In your debate, you should have mentioned Halliburton every third word and in your final statement, but in your final statement you began talking about walking downstairs and seeing your father doing math. You threw away all the good points you had made by talking about your father. Your father was not running for office — you were!
You should have never remained seated in your “debate” with the vice-president. Your remaining seated made you look unable to deliver a speech standing up. Your height would have enable you to win.
No matter where I see you on TV, you always wear a black suit. Black suits are not going to bring out your good looks as well as blue, white, green and white suits. Have a change of wardrobe.
You appearing on TV and denying that you were the father of your child was a terrible thing to do. You have lost all credibility. Don’t you know how to refuse to answer a personal question? When you were asked if you were the father of Rielle Hunter’s child, you should have said, “I don’t answer personal questions.”
How you got yourself into such a net is beyond me. You saw what happened to President Nixon when he left a trail of wrongdoing behind him. You saw what happened to Sen.
Gary Hart. You saw what happened to President Clinton in a sex scandal.
If you have misused your campaign contributions in adultery, I hope that you are indicted and that you spend some time in prison.
You can rehabilitate yourself by making a public confession of lying and of adultery and breaking off all relations with Hunter. If you ever marry that woman, she will be the most domineering of any woman you have ever met. Your marriage to her will not last five years.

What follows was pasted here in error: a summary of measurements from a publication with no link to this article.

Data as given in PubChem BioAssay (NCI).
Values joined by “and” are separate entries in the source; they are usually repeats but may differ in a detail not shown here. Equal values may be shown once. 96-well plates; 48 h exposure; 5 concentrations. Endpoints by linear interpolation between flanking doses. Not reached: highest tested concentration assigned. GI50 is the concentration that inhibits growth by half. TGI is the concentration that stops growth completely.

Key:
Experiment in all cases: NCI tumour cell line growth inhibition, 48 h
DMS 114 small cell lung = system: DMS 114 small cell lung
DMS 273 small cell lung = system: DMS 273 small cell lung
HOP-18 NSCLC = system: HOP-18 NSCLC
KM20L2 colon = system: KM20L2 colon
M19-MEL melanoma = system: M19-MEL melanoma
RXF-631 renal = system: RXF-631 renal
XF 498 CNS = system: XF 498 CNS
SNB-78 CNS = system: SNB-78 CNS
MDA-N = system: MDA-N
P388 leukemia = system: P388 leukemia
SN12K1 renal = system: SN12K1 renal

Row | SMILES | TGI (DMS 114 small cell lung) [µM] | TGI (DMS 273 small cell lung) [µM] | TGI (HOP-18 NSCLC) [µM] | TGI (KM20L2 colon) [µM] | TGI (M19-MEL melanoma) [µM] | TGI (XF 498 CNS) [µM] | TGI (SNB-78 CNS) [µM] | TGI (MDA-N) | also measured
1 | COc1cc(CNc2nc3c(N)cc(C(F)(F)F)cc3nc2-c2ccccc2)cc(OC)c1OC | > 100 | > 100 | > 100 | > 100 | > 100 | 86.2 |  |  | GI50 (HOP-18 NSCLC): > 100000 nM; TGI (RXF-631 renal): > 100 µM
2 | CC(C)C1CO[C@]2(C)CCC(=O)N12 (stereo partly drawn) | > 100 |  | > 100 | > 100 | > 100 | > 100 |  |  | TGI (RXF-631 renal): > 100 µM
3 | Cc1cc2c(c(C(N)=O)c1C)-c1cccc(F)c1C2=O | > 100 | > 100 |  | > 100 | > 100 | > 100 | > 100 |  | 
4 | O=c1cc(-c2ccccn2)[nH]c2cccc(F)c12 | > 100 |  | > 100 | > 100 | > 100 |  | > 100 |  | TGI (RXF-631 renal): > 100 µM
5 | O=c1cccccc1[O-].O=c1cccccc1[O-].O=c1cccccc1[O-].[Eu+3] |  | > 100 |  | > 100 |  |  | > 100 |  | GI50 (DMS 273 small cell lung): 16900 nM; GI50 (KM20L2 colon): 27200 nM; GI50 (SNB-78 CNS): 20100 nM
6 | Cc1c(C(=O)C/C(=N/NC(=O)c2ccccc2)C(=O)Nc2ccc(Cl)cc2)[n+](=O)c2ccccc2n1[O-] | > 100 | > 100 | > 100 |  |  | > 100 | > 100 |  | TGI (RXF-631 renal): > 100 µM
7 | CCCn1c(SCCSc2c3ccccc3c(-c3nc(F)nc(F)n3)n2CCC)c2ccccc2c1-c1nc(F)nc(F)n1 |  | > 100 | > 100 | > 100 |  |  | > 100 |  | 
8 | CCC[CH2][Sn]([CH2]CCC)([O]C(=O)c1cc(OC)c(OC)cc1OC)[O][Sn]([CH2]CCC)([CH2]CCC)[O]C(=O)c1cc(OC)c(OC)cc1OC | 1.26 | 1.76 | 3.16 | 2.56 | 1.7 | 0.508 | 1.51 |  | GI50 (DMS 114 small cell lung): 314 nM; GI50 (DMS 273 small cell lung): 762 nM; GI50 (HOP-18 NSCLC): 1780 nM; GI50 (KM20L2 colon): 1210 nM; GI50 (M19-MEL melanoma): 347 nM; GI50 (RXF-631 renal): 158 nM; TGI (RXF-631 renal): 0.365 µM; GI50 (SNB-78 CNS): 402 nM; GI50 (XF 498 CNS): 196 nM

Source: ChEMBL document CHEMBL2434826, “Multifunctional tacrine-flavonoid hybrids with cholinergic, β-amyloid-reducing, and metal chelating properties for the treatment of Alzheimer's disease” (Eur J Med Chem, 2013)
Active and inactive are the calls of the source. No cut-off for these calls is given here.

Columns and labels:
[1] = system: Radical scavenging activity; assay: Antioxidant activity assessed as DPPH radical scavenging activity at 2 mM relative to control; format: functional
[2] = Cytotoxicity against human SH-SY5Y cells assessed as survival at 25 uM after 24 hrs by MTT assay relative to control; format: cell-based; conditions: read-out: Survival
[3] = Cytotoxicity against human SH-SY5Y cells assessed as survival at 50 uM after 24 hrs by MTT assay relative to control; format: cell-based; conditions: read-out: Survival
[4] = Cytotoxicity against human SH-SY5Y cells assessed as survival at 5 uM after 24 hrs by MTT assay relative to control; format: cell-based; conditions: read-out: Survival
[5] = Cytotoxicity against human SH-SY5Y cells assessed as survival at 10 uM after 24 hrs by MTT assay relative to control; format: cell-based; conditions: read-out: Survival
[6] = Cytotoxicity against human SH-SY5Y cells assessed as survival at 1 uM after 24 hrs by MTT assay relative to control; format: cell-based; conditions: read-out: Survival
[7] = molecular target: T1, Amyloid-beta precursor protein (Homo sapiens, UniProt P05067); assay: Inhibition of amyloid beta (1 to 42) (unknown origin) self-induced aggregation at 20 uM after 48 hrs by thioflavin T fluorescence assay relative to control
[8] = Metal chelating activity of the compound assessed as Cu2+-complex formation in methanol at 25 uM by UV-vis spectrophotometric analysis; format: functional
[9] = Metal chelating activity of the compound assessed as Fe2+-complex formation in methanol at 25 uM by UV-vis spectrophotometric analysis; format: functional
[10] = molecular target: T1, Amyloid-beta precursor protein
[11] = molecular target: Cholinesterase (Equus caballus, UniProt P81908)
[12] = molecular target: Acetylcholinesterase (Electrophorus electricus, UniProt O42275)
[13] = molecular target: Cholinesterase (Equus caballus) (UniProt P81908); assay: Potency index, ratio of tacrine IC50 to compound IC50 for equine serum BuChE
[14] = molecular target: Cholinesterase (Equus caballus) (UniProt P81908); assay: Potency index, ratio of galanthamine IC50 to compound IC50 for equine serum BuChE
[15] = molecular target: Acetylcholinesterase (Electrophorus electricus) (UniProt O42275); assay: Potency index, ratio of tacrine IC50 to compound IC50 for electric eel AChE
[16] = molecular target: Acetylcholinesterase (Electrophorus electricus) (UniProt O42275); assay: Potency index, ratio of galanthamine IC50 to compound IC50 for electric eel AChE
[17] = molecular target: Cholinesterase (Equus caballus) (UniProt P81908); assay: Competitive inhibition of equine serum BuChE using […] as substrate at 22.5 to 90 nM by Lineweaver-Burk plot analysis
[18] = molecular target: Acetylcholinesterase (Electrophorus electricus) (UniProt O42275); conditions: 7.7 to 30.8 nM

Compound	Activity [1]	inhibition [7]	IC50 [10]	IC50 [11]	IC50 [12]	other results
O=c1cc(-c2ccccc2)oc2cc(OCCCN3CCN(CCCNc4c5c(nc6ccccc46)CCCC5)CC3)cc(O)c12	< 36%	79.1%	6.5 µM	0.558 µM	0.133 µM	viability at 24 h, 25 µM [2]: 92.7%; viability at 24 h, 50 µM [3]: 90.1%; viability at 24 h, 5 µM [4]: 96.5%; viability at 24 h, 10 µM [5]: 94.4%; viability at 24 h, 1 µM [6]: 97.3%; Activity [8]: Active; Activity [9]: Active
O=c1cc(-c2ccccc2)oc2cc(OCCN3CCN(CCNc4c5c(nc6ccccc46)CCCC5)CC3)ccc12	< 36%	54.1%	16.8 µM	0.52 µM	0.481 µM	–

Just ask yourself how many people knew that you were meeting Hunter at that hotel. One of the people who knew you were meeting her tipped of the National Enquirer. Miss Hunter was probably the one to do so. That was her way of
getting you under her control and getting you to break off relations with your wife.
Mickey Colbert, Sophia
POPE ON A ROPE
Given the complexities of international law and legal resources of the Church, it’s doubtful that Pope Benedict XVI will personally face criminal or civil charges for the unraveling Catholic sex-abuse scandal, however the Church itself will undoubtedly continue to bear the cross of sizeable pecuniary damages arising from decades of child molestation. The Pope himself will linger as a frail, pathetic figure possessing a host of titles and accoutrements but little moral authority (akin, perhaps, to the Clinton presidency following the Lewinsky affair). The Church will continue its steady decline, and the furor surrounding the revelations of recent years may serve to retard future abuses.
This is not, it must be said, a case of a few “bad apples” taking advantage of children in isolated congregations, but a systematic exploitation of youth with the full knowledge and silent consent of the Papacy. Indeed, the John Jay report commissioned by the American Catholic Church in 2002 and released in 2004 verified 6,700 cases of child rape perpetrated by over 4,300 American priests since the 1950s (many more cases doubtlessly escaped detection). Could the popes of this era have been truly unaware of such conduct?
That they lacked curiosity demonstrates they lacked concern, and through indifference abetted the behavior. Furthermore, Benedict’s May 2001 letter to bishops worldwide (as reported by The Guardian in 2005) threatening excommunication for any disclosure of the abuses makes his complicity clear. That religion and perversion are close cousins should come as no surprise, but it is surprising to see how little blame is placed on parents who willingly committed their offspring to an institution predicated on intellectual servitude and medieval orthodoxy. The present scandal affirms once and for all that faith is not a virtue, but a vice emanating from a despicable propensity for obedience and culminating in the generational violation of youth scarred by the dim perceptions of their progenitors.
James W. Bolen, Winston-Salem